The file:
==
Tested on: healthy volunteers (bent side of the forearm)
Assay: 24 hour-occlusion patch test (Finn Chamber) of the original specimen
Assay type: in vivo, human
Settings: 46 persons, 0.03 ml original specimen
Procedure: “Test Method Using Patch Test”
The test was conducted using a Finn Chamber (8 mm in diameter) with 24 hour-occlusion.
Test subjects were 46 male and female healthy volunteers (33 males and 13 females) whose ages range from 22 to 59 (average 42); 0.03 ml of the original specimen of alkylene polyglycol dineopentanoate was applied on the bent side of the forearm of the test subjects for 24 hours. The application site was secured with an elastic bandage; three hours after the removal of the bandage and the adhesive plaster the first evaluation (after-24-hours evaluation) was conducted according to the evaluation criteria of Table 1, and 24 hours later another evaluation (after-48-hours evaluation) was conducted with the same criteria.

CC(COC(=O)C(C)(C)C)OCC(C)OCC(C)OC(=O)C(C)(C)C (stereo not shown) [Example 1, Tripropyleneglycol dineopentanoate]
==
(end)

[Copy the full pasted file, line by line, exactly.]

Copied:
Tested on: healthy volunteers (bent side of the forearm)
Assay: 24 hour-occlusion patch test (Finn Chamber) of the original specimen
Assay type: in vivo, human
Settings: 46 persons, 0.03 ml original specimen
Procedure: “Test Method Using Patch Test”
The test was conducted using a Finn Chamber (8 mm in diameter) with 24 hour-occlusion.
Test subjects were 46 male and female healthy volunteers (33 males and 13 females) whose ages range from 22 to 59 (average 42); 0.03 ml of the original specimen of alkylene polyglycol dineopentanoate was applied on the bent side of the forearm of the test subjects for 24 hours. The application site was secured with an elastic bandage; three hours after the removal of the bandage and the adhesive plaster the first evaluation (after-24-hours evaluation) was conducted according to the evaluation criteria of Table 1, and 24 hours later another evaluation (after-48-hours evaluation) was conducted with the same criteria.

CC(COC(=O)C(C)(C)C)OCC(C)OCC(C)OC(=O)C(C)(C)C (stereo not shown) [Example 1, Tripropyleneglycol dineopentanoate]